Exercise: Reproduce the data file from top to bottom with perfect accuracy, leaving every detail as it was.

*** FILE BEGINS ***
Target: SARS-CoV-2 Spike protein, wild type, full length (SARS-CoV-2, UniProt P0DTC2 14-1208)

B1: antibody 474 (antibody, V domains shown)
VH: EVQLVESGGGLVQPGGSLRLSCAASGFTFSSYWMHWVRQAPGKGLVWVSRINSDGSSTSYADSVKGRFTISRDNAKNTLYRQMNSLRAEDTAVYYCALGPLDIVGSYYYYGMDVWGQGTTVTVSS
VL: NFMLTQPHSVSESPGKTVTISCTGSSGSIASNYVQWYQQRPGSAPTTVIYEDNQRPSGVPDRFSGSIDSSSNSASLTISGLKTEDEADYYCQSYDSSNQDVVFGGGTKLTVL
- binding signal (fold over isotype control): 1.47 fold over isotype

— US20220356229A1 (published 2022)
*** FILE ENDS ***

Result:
Target: SARS-CoV-2 Spike protein, wild type, full length (SARS-CoV-2, UniProt P0DTC2 14-1208)

B1: antibody 474 (antibody, V domains shown)
VH: EVQLVESGGGLVQPGGSLRLSCAASGFTFSSYWMHWVRQAPGKGLVWVSRINSDGSSTSYADSVKGRFTISRDNAKNTLYRQMNSLRAEDTAVYYCALGPLDIVGSYYYYGMDVWGQGTTVTVSS
VL: NFMLTQPHSVSESPGKTVTISCTGSSGSIASNYVQWYQQRPGSAPTTVIYEDNQRPSGVPDRFSGSIDSSSNSASLTISGLKTEDEADYYCQSYDSSNQDVVFGGGTKLTVL
- binding signal (fold over isotype control): 1.47 fold over isotype

— US20220356229A1 (published 2022)